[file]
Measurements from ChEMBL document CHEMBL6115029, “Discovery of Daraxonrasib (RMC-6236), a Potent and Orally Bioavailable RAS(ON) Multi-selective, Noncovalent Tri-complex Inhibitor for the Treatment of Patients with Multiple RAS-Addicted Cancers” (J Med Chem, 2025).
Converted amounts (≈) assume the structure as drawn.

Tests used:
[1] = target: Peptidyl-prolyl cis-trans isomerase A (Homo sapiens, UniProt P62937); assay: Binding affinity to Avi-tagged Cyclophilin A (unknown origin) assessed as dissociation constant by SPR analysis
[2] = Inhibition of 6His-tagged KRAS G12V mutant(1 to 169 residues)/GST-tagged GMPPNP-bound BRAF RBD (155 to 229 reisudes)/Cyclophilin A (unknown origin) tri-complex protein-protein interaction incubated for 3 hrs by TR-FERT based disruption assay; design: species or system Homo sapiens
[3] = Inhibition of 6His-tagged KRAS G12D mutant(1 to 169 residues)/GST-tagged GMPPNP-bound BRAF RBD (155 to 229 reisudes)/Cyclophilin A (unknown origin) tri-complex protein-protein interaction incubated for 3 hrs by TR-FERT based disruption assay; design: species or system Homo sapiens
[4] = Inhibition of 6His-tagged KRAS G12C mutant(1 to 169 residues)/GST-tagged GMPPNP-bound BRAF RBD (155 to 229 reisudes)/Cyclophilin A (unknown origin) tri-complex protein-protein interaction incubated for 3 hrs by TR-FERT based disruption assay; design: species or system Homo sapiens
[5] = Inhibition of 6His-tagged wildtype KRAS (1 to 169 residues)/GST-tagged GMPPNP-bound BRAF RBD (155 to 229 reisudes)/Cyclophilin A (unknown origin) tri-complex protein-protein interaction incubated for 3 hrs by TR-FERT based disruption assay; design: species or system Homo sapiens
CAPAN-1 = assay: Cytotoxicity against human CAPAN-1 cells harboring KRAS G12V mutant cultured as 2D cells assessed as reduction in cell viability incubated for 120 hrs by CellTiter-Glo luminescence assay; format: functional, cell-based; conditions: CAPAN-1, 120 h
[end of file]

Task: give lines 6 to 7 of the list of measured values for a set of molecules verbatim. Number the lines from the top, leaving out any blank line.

[3] = Inhibition of 6His-tagged KRAS G12D mutant(1 to 169 residues)/GST-tagged GMPPNP-bound BRAF RBD (155 to 229 reisudes)/Cyclophilin A (unknown origin) tri-complex protein-protein interaction incubated for 3 hrs by TR-FERT based disruption assay; design: species or system Homo sapiens
[4] = Inhibition of 6His-tagged KRAS G12C mutant(1 to 169 residues)/GST-tagged GMPPNP-bound BRAF RBD (155 to 229 reisudes)/Cyclophilin A (unknown origin) tri-complex protein-protein interaction incubated for 3 hrs by TR-FERT based disruption assay; design: species or system Homo sapiens